2

Japan’s Pacific Campaign

Surprise Attack on Pearl Harbor

Japan and the U.S.

• Japan develops plan for attacks on European

colonies, U.S. bases

• In 1941 Roosevelt cuts off oil shipments to Japan

• Admiral Isoroku Yamamatoplans attack on U.S.

fleet in Hawaii

Day of Infamy

• Japan attacks Pearl Harbor—U.S. naval base in

Hawaii—on Dec. 7, 1941

• U.S. declares war on Japan

• Japan also attacks Hong Kong, Thailand, and other

islands

Image

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SECTION

2

Japanese Victories

Gains in Many Places

• Japanese attack Philippine Islands defended by

U.S., Filipino troops

• Philippine islands fall to Japanese in 1942

• Japan captures British holdings, including Hong

Kong, Singapore

• Also conquers Dutch East Indies, rich in minerals

• Capture of Burma threatens India, Britain’s main

possession in Asia

• Japanese forces treat conquered peoples, prisoners

of war brutally

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SECTION

2

The Allies Strike Back

Stunning Raid

• U.S. bombers attack Tokyo, other Japanese cities in

April 1942

• Raid does little damage, but shows that Japan is

vulnerable

The Allies Turn the Tide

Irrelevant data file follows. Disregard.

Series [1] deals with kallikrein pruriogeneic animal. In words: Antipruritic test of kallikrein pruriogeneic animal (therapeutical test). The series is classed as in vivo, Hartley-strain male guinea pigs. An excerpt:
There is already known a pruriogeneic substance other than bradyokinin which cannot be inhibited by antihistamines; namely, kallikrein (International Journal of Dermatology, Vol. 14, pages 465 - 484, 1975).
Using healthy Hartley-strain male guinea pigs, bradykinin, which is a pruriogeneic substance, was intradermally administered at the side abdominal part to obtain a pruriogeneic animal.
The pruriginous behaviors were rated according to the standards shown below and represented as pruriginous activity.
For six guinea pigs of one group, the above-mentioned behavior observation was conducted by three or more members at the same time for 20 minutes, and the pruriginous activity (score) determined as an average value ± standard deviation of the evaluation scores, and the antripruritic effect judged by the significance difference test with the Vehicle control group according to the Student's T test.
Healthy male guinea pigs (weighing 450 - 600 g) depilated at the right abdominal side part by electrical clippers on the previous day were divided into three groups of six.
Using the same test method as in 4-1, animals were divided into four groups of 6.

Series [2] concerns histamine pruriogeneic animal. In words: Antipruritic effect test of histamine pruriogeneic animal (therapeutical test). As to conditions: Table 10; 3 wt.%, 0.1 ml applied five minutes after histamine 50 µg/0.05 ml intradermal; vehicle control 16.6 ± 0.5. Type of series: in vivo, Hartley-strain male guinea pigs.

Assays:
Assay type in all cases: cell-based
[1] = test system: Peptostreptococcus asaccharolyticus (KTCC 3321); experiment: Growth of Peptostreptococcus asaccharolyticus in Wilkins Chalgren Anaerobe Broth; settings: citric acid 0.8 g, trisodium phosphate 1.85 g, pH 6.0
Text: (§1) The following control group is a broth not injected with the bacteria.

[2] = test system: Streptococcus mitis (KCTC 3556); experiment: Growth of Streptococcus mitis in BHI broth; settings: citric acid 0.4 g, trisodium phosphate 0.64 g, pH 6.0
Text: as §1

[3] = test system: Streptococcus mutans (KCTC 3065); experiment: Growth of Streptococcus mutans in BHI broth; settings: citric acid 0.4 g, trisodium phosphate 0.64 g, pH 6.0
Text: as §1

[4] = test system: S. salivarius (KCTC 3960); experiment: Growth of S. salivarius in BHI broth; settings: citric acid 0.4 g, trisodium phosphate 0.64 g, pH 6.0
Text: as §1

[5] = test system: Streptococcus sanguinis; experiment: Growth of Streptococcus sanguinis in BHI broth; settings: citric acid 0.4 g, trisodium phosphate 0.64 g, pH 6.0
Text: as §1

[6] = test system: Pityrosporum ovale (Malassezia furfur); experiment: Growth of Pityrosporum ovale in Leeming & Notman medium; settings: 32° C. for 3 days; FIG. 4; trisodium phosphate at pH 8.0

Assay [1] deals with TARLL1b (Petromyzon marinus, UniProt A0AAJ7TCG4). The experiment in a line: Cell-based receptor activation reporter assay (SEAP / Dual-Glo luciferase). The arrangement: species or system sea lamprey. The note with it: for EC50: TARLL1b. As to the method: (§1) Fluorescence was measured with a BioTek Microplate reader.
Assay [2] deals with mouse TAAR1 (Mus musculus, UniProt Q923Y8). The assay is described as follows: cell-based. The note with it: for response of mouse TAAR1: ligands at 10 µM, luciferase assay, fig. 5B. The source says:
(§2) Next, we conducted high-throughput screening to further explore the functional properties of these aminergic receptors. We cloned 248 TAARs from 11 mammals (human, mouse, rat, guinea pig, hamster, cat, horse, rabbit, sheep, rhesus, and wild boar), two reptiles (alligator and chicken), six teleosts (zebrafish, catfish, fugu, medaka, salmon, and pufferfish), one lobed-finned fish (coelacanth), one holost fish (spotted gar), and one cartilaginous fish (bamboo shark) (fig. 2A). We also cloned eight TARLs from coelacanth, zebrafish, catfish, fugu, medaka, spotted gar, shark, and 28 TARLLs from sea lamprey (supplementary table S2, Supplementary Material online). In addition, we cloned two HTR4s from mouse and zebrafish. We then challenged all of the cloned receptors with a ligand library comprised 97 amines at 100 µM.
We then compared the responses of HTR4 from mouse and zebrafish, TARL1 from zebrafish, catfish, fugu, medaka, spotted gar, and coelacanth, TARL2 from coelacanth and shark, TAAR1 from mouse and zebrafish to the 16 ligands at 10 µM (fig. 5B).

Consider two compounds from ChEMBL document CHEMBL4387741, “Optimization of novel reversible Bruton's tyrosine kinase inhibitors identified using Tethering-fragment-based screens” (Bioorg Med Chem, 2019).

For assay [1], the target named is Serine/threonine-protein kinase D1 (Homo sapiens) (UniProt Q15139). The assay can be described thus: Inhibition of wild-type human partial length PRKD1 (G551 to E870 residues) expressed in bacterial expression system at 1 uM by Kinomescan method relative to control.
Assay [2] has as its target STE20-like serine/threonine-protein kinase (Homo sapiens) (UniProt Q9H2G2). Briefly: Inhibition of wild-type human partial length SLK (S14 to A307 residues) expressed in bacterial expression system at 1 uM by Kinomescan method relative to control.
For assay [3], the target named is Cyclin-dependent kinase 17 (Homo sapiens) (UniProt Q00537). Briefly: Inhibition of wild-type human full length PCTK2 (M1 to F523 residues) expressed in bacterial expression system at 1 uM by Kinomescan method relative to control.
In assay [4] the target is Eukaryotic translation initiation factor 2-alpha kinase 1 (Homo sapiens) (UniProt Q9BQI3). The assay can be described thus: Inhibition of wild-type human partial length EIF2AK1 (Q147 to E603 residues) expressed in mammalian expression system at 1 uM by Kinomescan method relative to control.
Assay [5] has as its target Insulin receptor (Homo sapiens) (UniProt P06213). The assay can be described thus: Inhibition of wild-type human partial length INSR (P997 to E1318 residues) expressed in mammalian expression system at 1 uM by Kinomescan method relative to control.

• Battle of the Coral Sea—Americans stop Japanese

advance, May 1942

• New kind of naval warfare—ships launch planes to

fight each other

The Battle of Midway

• Japanese send powerful fleet to capture Midway

Island

• Battle of Midway—U.S. destroys Japan’s naval

fleet, Japan retreats

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SECTION

2

An Allied Offensive

MacArthur’s Plan

• Douglas MacArthur—American army commander in

Pacific

• Plans to “island-hop” past strongholds, attack weaker

Japanese bases

• Battle of Guadalcanal—hellish battle that ends in

Allied victory

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Section 3

The Holocaust

During the Holocaust, Hitler’s Nazis kill 6 million Jews and 5 million other “non-Arayans.”

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SECTION

3

The Holocaust

The Holocaust Begins

Racist Beliefs

• Hitler and Nazis say Aryans—Germanic peoples—

are “master race”

• They launch the Holocaust—systematic murder of

Jews and others

Anti-Semitism

• Nazis tap into long-held feeling of many Europeans

against Jews

• 1935 Nuremberg Laws take away rights of German

Jews

“Night of Broken Glass”